But the Office of Personnel Management during the Obama administration shielded Congress from the full impact, authorizing the government to pay 75 percent of the premium — up to a maximum amount — for members of Congress and their employees.

"If you really want to hit them where they live and put them in the same situation their constituents are in … this is the way to do it."

Critics contend those payments are illegal. The Trump administration could reverse the Obama policy, requiring lawmakers to pay the full premium. So a representative or senator with a $4,000 premium who now pays $1,000 would have to kick in an additional $3,000.

Haislmaier said that such a move might give members of Congress personal incentive to act.

"If you really want to hit them where they live and put them in the same situation their constituents are in … this is the way to do it," he said. "It might get Congress to appreciate the effects more."

3.) Ease up on penalizing people for not having insurance. Perhaps the single-most unpopular part of Obamacare is the mandate that people buy insurance, but supporters argue it is fundamental in guaranteeing that the insurance pools are balanced enough for companies to operate. They contend that since the law requires insurance companies to take anyone, regardless of health status — and cannot charge more because of those pre-existing conditions — the mandate is the only reason people don't simply wait until they are sick to sign up.

Pollitz, the Kaiser Family Foundation fellow, said the Internal Revenue Service has looked for ways to back off enforcement since Trump signed an executive order in January. For instance, the tax agency this year did not systematically reject returns filed by people who did not answer a question asking whether they had insurance.

Pollitiz also said the secretary of the Department of Health and Human Services has wide discretion to grant hardship exemptions to taxpayers who say they cannot afford insurance. Handing out large numbers of exemptions could erode participation in the insurance market, leading to a pool of customers who are older and sicker, she said.

Haislmaier is one of a number of conservative health scholars who believe the Congressional Budget Office overestimates the impact of the mandate on people's decisions to buy insurance.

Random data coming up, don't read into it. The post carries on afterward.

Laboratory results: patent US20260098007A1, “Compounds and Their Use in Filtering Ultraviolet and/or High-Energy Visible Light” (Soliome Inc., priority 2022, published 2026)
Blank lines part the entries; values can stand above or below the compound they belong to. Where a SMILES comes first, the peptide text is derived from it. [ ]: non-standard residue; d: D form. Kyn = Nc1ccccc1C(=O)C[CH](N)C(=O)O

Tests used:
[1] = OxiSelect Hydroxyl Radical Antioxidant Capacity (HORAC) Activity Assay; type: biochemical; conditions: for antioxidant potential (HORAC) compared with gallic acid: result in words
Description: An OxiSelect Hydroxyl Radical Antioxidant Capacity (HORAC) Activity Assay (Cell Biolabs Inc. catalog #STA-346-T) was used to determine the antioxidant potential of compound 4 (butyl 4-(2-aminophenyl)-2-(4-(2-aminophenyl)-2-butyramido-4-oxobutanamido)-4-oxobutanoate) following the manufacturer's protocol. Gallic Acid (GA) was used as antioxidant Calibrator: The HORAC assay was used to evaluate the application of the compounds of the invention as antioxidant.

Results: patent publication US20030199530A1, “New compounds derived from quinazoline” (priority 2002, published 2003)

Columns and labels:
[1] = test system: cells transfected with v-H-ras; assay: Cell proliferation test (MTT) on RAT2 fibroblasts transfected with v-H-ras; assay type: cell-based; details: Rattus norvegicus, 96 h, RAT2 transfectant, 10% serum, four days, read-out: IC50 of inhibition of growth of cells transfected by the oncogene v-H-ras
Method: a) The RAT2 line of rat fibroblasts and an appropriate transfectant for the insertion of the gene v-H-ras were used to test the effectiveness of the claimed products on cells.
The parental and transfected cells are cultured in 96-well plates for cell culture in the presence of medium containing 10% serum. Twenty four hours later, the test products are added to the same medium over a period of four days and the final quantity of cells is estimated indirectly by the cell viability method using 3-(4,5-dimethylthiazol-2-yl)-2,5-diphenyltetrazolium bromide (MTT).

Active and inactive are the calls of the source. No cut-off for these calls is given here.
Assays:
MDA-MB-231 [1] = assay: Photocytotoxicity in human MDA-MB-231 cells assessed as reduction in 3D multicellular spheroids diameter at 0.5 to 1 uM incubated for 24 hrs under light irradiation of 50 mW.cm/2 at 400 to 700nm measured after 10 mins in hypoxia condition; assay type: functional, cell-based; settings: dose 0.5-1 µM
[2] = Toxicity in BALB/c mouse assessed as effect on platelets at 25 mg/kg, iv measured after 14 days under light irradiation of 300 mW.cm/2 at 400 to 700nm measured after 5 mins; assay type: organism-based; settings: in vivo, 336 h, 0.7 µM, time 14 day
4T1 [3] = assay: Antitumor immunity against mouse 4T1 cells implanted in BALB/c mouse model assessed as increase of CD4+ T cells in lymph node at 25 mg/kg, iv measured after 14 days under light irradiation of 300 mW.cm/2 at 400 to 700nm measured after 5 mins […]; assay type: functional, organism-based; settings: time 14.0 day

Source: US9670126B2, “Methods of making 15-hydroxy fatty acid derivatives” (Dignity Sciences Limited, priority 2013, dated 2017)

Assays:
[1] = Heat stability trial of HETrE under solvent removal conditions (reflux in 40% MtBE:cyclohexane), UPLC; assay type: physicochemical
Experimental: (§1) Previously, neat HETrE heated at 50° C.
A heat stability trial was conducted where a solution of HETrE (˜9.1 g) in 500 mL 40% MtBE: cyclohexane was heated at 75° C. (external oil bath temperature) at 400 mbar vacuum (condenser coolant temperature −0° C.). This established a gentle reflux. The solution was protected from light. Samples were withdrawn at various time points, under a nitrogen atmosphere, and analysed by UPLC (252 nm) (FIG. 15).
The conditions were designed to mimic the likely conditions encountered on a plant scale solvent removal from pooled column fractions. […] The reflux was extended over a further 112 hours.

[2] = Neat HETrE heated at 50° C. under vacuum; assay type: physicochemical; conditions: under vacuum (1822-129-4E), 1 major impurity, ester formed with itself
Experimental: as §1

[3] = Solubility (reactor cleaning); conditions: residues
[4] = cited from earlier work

"Most of us think it has a much more modest impact," he said.

4.) Stop trying to persuade people to buy insurance. One of the simplest and least visible ways the Trump administration might undermine Obamacare is to simply stop trying to prod people to sign up in the first place.

The Obama administration spent hundreds of millions of dollars trying to help and encourage enrollment in the online exchanges. This included measures like advertising and paying people to recruit and guide customers through the enrollment process.

The Trump administration in January canceled ads that already had been paid for. Pollitz said it had an effect.

"We saw for the first time enrollment dip the last week of open enrollment," she said.

Pollitz said the Trump administration is cutting back on paying people to help with enrollment. The Obama administration laws year awarded $63 million to so-called "navigators" and another $22 million to other people assisting enrollees.

Pollitz also noted that the administration has shortened the enrollment period to six weeks for 2018. It will run from November 1 to a hard end on December 15. The Obama administration had given people until the end of January to sign up for coverage each year.

Another step the Department of Health and Human Services could take is to stop allowing for customers who are current with their payments to be automatically re-enrolled if they do not pro-actively sign up. Pollitz said she has no indication that the administration is considering this but added that it would reduce enrollment.